By David Hurley
Published on Thursday 26 July 2012 09:43
A DIRECTOR of a company which has gone into liquidation has been jailed for three years for filing fraudulent tax returns.
Limerick Circuit Court heard that Sean Hartigan, aged 53, formerly of North Circular Road still owes more than €180,000 to the Revenue Commissioners after he admitted making incorrect VAT returns and wrongfully reclaiming over €35,000 in VAT returns, which he was not entitled to.
All of the offences happened on dates in 2005, 2006 and 2007 and were only discovered during a Revenue Audit.
During a sentencing hearing this Wednesday, lawyers representing Hartigan said he could only repay €3,000 of the money he owed.
Andrew Sexton SC said his client is now a person of “no means” and is in receipt of social welfare, while one property which he owns in County Clare is in negative equity and is “close to worthless”.
However, despite Hartigan’s poor financial circumstances Judge Carroll Moran described the offer to repay €3,000 as “completely inadequate”.
Previously, the court heard that Hartigan’s company, Prestige Recycling Limited had provided labour to waste company Veolia Environmental Services to carry out segregation and compacting of recycled waste.
Proceedings were also brought against the company, but these were dropped by the DPP when it went into liquidation in 2008.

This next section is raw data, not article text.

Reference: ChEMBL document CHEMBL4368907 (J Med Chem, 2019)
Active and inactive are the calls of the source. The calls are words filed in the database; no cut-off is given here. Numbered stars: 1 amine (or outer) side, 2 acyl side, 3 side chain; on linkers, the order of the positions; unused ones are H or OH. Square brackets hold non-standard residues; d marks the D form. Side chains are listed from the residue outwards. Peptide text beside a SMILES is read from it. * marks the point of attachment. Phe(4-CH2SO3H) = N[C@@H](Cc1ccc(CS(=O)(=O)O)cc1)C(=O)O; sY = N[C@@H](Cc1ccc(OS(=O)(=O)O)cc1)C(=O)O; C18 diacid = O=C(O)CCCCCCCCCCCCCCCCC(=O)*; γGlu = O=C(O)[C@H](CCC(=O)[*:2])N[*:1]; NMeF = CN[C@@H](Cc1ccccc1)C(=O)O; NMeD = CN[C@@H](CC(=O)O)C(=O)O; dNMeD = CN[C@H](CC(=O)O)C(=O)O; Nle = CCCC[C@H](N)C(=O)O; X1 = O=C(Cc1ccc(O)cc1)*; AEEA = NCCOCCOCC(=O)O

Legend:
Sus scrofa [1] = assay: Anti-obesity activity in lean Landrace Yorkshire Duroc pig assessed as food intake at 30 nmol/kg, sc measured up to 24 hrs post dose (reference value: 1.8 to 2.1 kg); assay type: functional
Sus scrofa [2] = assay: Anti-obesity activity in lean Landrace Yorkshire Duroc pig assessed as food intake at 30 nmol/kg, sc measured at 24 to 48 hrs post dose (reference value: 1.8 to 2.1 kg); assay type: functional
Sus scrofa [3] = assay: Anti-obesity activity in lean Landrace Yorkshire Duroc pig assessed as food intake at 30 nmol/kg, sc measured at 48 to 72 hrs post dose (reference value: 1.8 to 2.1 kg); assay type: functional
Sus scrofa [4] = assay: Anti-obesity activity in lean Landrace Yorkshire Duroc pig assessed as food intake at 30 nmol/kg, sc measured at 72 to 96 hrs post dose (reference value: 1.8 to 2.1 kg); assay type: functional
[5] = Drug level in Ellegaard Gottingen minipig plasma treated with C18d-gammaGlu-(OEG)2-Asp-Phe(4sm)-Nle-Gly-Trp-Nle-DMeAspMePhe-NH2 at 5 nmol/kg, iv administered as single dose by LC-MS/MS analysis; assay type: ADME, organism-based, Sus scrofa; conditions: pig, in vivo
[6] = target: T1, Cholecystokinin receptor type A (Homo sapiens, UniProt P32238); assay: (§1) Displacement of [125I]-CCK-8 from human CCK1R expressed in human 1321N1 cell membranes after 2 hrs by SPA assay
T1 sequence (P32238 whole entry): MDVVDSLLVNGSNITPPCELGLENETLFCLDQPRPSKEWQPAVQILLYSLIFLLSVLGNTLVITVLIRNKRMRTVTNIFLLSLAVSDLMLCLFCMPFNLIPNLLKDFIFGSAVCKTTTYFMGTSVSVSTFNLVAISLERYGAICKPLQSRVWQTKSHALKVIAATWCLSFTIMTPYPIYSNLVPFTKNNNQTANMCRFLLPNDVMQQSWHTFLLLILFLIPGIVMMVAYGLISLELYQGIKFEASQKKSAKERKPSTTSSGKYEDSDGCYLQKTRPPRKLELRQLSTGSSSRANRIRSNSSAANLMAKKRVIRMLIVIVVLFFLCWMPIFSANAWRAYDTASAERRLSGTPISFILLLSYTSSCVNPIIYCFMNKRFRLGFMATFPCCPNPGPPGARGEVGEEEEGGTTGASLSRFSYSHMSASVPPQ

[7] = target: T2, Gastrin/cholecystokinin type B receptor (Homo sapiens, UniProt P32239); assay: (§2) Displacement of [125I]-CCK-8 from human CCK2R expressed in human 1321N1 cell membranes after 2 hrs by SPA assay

John O’Sullivan BL, prosecuting, said the essence of the case was not that Hartigan had charged Veolia the incorrect VAT rate, but that he had received money which he did not account for and that he had submitted VAT returns with nil on them when this was false.
In mitigation, Mr Sexton said his client, a former rugby player, did not pass the blame onto his accountants or book-keepers and had taken full responsibility once the fraudulent claims were discovered.
Mr Sexton submitted it was not a straight- forward case of the “money appearing in his [Hartigan’s] pocket”. He said the collapse of Dell’s manufacturing base in Raheen in 2009 had a serious impact on his client’s ability to repay the money he owed.
He said it was not a “sophisticated offence”, and he described it as “somewhat pathetic” because it was so easily uncoverable.
Mr Sexton said the offence should be seen in the context of the break-up of his client’s marriage in 2005.
Up to then, he said, Hartigan had a “blemish free record”.
“He was regarded as a very good family provider, employer and taxpayer,” he told the court.
Mr O’Sullivan he agreed that Mr Hartigan had made full admissions in relation to the offences and that he had co-operated fully with the Revenue investigation.
Mr Sexton submitted to the court that prison isn’t a suitable means of rehabilitation for people aged over 50, and he urged the judge to impose a community service order instead of a prison sentence.
However, imposing sentence, the judge said the defendant was the “director, owner and had sole control of the company”, and he said his business had suffered as much as any other in the downturn.
He said the serious aggravating factor in this case were Hartigan’s efforts to defraud the Revenue and he said “not to punish culprits like this is unfair on other compliant taxpayers.”
He added that it would undermine the “social solidarity” of the state if the courts were not seen to punish those convicted of such offences.
The judge sentenced Hartigan, who has no previous convictions, to three years in prison on each of the six sample charges, which were brought under the provisions of the Taxes Consolidation Act 1997.
All of the prison sentences are to be served concurrently.